FORT LAUDERDALE, Fla. -- In the first conviction of its kind in the country, Fort Lauderdale record store owner Charles Freeman was found guilty by an all-white jury yesterday of obscenity in selling 2 Live Crew's rap album, "As Nasty As They Wanna Be."
Freeman, a 32-year-old father of four, buried his head in his arms and cried as the verdict was announced.
The panel of five women and one man, who ranged in age from 29 to 51, took less than 90 minutes to reach their verdict, which could send Freeman to jail. The jurors left the courthouse in a cluster, refusing to talk about the decision.
Freeman, arrested June 8 when he sold a copy of the cassette to an undercover police officer from his tiny E-C Records shop in northwest Fort Lauderdale, denounced the jury as racist.
"The verdict does not reflect my community standards as a black man in Broward County," Freeman said.
Broward County Judge Paul Backman ordered a pre-sentencing investigation and scheduled sentencing for Nov. 2. Freeman faces up to a year in jail and a $1,000 fine.
The verdict made Freeman the first person ever convicted on charges of selling an obscene recording, a first-degree misdemeanor under Florida law.
The trial was also the first jury test of U.S. District Judge Jose Gonzalez's ruling that 2 Live Crew's raunchy lyrics were obscene. It also set the stage for next week's prosecution of three of the members of the group, who are charged with giving an obscene performance in an appearance in Hollywood, Fla., in June.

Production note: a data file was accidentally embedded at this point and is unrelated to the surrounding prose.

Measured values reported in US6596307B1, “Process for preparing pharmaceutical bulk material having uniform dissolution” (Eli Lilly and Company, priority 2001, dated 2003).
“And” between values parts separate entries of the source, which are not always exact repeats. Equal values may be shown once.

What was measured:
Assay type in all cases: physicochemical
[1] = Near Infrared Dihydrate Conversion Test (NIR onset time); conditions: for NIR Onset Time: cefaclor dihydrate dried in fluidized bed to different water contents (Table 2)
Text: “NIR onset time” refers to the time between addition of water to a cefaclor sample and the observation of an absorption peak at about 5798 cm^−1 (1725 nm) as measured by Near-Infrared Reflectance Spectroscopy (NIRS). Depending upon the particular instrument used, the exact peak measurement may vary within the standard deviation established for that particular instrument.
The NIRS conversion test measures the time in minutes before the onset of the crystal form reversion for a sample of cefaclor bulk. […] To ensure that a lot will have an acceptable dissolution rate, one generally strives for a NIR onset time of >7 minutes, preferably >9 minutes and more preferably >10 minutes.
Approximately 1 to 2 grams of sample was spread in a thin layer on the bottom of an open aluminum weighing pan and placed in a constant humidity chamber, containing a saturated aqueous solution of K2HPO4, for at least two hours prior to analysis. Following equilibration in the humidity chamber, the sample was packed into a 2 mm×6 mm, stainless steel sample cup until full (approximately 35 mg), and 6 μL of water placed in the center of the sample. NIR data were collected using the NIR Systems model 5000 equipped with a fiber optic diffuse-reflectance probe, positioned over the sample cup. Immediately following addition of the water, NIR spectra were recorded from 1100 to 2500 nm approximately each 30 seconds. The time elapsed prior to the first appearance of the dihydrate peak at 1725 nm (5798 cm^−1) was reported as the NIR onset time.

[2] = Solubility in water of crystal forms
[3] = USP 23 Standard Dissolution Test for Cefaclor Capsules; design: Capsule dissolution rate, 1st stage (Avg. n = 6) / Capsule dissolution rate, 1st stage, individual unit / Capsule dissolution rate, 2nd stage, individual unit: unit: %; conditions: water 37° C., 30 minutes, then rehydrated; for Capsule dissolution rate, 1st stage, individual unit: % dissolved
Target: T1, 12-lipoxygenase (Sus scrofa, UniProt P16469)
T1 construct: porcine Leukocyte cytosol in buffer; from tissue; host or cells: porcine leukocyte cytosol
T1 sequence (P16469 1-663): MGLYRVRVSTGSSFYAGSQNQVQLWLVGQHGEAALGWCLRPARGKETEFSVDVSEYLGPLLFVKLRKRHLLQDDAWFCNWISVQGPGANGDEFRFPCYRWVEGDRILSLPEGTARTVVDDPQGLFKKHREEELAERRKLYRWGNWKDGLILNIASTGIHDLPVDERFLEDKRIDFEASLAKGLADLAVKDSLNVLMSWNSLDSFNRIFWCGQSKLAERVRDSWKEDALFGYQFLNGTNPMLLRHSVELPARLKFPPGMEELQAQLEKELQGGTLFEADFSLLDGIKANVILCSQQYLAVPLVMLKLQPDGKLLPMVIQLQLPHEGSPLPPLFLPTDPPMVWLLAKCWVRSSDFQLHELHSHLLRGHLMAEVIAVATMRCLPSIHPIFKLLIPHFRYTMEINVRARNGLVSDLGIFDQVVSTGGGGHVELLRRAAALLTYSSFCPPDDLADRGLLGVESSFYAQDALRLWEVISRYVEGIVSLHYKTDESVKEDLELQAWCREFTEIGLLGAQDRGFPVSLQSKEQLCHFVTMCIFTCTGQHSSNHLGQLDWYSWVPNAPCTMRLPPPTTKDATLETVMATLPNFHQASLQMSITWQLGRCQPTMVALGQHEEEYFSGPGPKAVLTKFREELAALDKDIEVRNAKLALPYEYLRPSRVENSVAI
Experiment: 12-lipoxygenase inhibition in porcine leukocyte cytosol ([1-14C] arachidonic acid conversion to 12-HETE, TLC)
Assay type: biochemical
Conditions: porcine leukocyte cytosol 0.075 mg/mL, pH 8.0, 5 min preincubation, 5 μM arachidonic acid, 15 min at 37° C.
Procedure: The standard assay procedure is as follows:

Assistant State Attorney Pedro Dijols, one of the prosecutors in the case, said he thought the verdict was just.
"It was a very simple case," he said. "The jury made up its own mind. They did not decide the case based on the experts or the attorneys -- they listened to the record."
[Alternate juror Sheryl Salomon, who sat through the 2 1/2 -day trial but was not needed for deliberations, told the Associated Press she would have acquitted Freeman.
["I was very offended by it, especially the lyrics, but I have to question whether there is no artistic value," she said. "It's music; it's still music.]
Freeman's attorney, Bruce Rogow, promised to appeal the verdict on grounds that the jury pool did not represent the community and that evidence of adult videotapes and magazines available in the county was improperly excluded.
"I'm absolutely stunned," he said. "I think the decision will have a chilling effect on artistic freedom."
Broward County Sheriff Nick Navarro, who has pushed the case, said in a statement, "This was never a case of censorship, but rather one man flaunting the law. The First Amendment is alive and well."
[Donald Wildmon, founder of the conservative American Family Association, based in Tupelo, Miss., told the Associated Press that the conviction is a sign of a national trend against obscenity and pornography: "There's definitely a shift in attitudes in America about this kind of trash."
[Robyn Blumner, executive director of the Florida chapter of the American Civil Liberties Union, reacted with dismay. "Is this America?" he asked when interviewed by the AP. "These things happen in totalitarian societies where certain ideas may not be expressed upon penalty of law."]